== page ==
The fact is I come from a long line of green-thumbed people. My mother (henceforth referred to as Mum) is from England, where she grew up on a bucolic sheep farm estate . (The sheep were raised for their wool, not flesh.) Mum’s old photographs contain scenes of lavish gardens and peaceful conservatories overflowing with flowers. Although she lives with my Dad in TN now, she still maintains a prolific English garden almost year round.

My father always planted a large garden at the home where I grew up in CT, as well as, many varieties of fruit trees. In fact, one of my fondest memories of childhood was mowing the lawn with my Dad’s Cub Cadet riding mower. (Okay, so maybe I was a little unpopular as a child.) Every time I drove past the peach trees, heavy laden with fruit, I grabbed a peach and gobbled it up before the next lap was over. Thankfully, garden fresh fruits and vegetables were the mainstay of our diets up North in the Summer months.

So, what do I hope to accomplish with this experiment? This endeavor in “EarthBoxing”? I hope to grow things, of course. And, according to the folks at EarthBox, I’ll be able to “G-R-O-W…Grow, Grow, Grow!” They go on to say, “That’s exactly what your plants will do in an EarthBox®! Poor soil conditions and small backyards are no match for the EarthBox®. Now it’s easy to garden anywhere–even on balconies, porches, and rooftops! Anyone can enjoy delicious homegrown veggies, fruits, and herbs grown in an EarthBox®. A sustainable product that uses less water and fertilizer, the EarthBox® will grow bigger and tastier plants faster than a conventional garden–with virtually no effort and zero guesswork! Great results, no matter what color your thumb is.”

Since I live in an apartment, the EarthBox container gardening method seemed the most viable. So, I bought four of them. I did some research as to what grows where I live at this time of year (Birmingham, AL or zone 7) and decided to order two pink seedless grapevines, a dwarf tophat blueberry bush, a few jalapeno plants, a couple of roma tomato plants, and one last type of plant, the identity of which I will disclose in a future post.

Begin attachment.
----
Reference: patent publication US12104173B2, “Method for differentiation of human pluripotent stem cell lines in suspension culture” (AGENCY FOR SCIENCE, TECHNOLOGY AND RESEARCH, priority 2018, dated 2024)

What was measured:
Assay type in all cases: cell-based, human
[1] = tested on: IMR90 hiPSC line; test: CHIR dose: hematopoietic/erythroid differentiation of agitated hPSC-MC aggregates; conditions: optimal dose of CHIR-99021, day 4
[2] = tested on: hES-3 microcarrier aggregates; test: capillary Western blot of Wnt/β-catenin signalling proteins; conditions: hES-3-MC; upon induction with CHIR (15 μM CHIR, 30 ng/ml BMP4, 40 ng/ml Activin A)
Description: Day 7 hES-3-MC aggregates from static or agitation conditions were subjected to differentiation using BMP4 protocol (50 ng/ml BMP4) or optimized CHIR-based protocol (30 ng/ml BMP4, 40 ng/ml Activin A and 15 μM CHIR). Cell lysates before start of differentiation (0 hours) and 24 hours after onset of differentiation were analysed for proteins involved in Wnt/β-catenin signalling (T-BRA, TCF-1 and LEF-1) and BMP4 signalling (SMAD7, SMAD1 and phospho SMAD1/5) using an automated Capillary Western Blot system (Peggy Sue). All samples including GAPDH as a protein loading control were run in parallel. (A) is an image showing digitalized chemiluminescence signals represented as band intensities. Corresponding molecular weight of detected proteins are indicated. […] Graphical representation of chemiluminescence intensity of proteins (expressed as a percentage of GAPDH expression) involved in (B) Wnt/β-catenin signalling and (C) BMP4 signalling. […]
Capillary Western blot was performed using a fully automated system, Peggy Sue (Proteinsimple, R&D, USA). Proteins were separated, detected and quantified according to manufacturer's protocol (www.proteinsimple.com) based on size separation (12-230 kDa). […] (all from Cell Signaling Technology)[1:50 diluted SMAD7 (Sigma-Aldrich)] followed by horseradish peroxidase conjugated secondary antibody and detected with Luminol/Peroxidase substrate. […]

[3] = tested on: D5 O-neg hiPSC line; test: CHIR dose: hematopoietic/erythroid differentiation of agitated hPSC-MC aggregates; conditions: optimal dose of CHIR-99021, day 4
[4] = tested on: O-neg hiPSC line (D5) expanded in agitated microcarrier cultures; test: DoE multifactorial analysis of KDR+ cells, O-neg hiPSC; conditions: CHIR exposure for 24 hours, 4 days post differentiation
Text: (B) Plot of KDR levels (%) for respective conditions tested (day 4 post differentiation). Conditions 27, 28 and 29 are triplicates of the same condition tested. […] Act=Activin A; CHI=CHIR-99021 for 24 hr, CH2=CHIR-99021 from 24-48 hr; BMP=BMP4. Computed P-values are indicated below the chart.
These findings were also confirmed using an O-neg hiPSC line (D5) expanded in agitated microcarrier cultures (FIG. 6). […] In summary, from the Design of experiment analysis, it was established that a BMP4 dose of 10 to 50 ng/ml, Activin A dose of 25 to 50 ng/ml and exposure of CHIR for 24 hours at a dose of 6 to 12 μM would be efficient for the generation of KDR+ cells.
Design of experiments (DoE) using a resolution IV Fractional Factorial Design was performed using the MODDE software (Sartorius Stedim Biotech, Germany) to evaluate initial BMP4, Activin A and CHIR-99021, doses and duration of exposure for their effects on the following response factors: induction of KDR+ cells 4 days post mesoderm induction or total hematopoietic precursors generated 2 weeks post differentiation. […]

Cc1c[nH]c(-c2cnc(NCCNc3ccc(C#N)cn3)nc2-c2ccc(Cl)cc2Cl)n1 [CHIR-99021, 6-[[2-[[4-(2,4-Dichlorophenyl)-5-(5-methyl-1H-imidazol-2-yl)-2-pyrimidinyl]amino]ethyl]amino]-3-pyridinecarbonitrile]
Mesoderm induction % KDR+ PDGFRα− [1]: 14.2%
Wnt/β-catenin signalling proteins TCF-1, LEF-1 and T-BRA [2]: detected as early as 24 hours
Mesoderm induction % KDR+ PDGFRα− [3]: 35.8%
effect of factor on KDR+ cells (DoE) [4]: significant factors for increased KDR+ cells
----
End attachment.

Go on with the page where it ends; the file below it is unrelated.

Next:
I read about the various types of recommended growing media and decided to go with the most readily available. After all, a working single Mom of two active boys doesn’t have time to be running all over town looking for growing media. I ended up purchasing Miracle Gro Organic at my local Target store.

Gurney’s only ships the plants that are ready to be shipped, and I’ve only received the pink seedless grapevines to date. Because they are considered a “tree” (more like a stick) I had to soak the roots for a couple of hours before planting. I filled two EarthBoxes with growing media, as well as, the 7-7-7 fertilizer that came with the EarthBox watering system.

This is where I need your help.

Does anyone even know if I can grow a grapevine in an EarthBox?

A good friend of mine, Dewey, who’s an avid gardener, says no. Gurney’s description doesn’t say either way.  As is my normal way of approaching life, I decided to go for it. One reason is I like to live on the edge. Another is I want to make my own wine. Ultimately, failure is not an option.

If you know the answer to this question, please do leave a comment. And, I thank you in advance.

I hope you’ll come back to read more as I pursue this endeavor in “EarthBoxing”. You’ll at least have to stay tuned to find out what the mystery plant is. I think you’ll be very surprised.

And, no… It’s nothing illegal.

To Mother Earth,